Peking Duck- Relish the Imperial Delicacy of China
The most famous dish of Imperial China is the Peking Duck from the capital city of Beijing. Since the imperial era, the Peking Roast Duck has been prepared, and today it is considered amongst the national foods of The People’s Republic of China. The dish is valued for the slender and crisp skin. It is served mainly with skin and less flesh, and sliced by the cook before the diners.
Ducks for the preparation of the dish are specially bred and killed after 65 days. They are seasoned with salt, sauces, spices and sugar before being roasted in a hung or closed oven. The duck is enjoyed with spring onions, hoisin sauce and pancakes.
Bianyifang and Quanjude are the two prominent restaurants in the capital city of Beijing that have been serving this delicacy for last 200 years, and subsequently are most revered restaurants in Beijing.
Ducks have been prepared in the country since the emergence of Northern and Southern Dynasties. A variation of the roasted duck was cooked for the Chinese Emperor during the commandership of Yuan Dynasty. This delicacy was christened Shaoyazi and mentioned in the year 1330 by the food inspector of the royal kitchen – Hu Sihui, in his manual of Complete Recipes for Dishes and Beverages. The expression was completely developed under the reign of Ming Dynasty and was amongst the chief dishes on the menu cards of the imperial court.
Bianyifang was the very first restaurant specializing in the Peking Duck and was recognized in 1416 in Xianyukou, Beijing.
During the reign of Qing Dynasty (1736–1796), the fame of the dish extended to the elite classes, inspiring scholars and poets who relished the delicacy. By the middle of the 20th century, Peking Roast Duck had gained nationwide recognition and developed into the national symbol of China.
Since time immemorial Peking Duck has been the most appreciated delicacy by political leaders near and far. The delicacy has bagged the #1 spot on the favourite foods list of several American Presidents, Richard Nixon to name one, erstwhile German chancellor Helmut Kohl and Cuban activist Fidel Castro.
How it is Prepared?
The origins of the Peking Duck lies in Nanjing. Earlier the ducks were tiny with black feathers, and nested in the canals of the city’s main waterways. However, with the relocation of the Chinese capital to Beijing, and the increase of population and supplies in the area, ample amounts of grains were available to these birds and soon they grew bigger and developed white feathers. By the fifth dynasty, the Chinese farmers domesticated the fresh species of these ducks. Today, the delicacy is cooked from the Pekin duck. The newborns are reared for 45 days in no boundary environment, and later force fed four times everyday over a period of 20 days, resulting in the increment of the duck’s weight up to7 kg.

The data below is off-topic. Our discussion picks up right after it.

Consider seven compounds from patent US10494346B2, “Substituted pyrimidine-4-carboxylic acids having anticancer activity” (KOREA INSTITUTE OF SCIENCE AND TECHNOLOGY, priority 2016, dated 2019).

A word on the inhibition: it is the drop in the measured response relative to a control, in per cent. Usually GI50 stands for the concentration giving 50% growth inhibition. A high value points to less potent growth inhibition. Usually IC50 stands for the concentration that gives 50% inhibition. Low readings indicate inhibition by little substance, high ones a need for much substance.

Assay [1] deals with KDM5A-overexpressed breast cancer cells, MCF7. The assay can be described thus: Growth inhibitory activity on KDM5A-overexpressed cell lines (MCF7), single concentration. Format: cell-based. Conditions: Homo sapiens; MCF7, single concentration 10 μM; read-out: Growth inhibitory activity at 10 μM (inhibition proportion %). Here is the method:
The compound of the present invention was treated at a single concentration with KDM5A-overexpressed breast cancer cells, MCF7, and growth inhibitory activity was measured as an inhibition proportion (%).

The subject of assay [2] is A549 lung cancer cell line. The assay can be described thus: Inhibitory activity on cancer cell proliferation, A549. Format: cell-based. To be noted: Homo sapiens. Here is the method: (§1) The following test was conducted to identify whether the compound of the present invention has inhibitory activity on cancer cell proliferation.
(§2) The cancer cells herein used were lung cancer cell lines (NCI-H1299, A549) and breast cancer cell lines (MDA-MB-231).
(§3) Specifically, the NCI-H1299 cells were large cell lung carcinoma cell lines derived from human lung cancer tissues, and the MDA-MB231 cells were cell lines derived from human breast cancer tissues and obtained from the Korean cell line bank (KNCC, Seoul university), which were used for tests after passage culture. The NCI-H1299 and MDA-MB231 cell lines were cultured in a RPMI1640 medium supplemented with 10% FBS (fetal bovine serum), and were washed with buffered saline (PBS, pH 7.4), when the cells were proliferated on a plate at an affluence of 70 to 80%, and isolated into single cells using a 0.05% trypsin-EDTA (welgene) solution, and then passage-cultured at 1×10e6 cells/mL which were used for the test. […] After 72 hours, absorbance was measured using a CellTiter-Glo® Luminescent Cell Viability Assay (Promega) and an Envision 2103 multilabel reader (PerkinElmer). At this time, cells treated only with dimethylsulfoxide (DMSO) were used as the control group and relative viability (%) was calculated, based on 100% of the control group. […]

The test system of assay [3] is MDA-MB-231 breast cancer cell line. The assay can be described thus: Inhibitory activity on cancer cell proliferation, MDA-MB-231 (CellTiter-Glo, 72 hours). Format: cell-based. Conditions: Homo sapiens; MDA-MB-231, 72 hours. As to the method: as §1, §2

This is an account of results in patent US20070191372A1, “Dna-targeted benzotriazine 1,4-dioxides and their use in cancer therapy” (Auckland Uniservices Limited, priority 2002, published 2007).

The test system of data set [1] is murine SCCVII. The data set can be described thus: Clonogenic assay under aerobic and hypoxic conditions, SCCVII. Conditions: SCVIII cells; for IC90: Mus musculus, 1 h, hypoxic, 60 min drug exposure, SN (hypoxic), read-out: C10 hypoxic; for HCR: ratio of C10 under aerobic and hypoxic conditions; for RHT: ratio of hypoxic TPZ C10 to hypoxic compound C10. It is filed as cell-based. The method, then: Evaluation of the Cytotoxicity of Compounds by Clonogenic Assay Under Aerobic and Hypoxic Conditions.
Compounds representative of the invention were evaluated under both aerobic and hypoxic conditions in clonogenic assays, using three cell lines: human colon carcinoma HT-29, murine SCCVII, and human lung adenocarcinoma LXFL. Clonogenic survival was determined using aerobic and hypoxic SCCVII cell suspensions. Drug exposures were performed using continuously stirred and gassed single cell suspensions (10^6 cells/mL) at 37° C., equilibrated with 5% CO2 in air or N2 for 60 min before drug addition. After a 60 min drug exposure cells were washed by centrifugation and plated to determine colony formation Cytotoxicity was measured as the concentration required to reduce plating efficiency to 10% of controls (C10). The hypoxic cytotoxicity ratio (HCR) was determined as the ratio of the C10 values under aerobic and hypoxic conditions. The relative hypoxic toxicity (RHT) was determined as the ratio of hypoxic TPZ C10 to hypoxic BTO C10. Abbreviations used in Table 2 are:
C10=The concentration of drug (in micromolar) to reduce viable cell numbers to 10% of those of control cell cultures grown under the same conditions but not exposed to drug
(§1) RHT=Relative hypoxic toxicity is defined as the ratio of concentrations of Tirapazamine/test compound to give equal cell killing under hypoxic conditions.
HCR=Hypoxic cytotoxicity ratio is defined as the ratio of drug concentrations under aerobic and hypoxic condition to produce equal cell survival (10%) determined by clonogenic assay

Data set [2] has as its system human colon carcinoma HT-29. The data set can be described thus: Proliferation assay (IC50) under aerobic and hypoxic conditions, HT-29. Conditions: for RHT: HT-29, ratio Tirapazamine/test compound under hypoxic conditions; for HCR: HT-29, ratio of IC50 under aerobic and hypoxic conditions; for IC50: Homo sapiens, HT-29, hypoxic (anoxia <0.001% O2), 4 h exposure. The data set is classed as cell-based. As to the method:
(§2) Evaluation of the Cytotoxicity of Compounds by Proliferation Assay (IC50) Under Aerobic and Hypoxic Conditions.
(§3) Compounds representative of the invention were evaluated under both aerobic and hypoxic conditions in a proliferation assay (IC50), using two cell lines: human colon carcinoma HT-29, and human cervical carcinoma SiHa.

Serving Peking Duck in Beijing
Fattened ducks are slaughtered, disboweled, plucked and thoroughly rinsed with water. Air is blown through the neck to separate the fat from the skin. It is then soaked into a pot of boiling water for a brief period before hung dried. It is then glazed with maltose syrup and rinsed again before left to completely dry for the next 24 hours. Spices, salt and sugar is rubbed in, and finally it goes into the oven for roasting until it turns golden brown.
In addition to the traditional cooking, chefs around the globe have devised unique recipes for preparing the Peking Duck and can be conveniently produced at home.
Peking Duck is customarily sliced by the chef before the diners. The skin is served first, which is dished in garlic sauce and sugar. Next comes, the meat which is served with spring onions, sweet bean sauce and steamed pancakes.
The whole duck can be ordered for takeaways and reheated at home in an oven, boiling oil or grill at varying temperatures and number of times.
Where to Eat It?
Several remarkable restaurants in Beijing specialize in Peking Duck. The se include Bianyifang, Dadong, Changan Yihao, Quanjude, Tuanjiehu Kaoyadian and Beijing Xiaowangfu,
Bianyifang and Quanjude in particular share a long history of serving a high-quality of the delicacy, and today are brand names. Both of them have received global recognition and have been awarded in 1999 with the China Renowned Trademark.
This post is also available in: French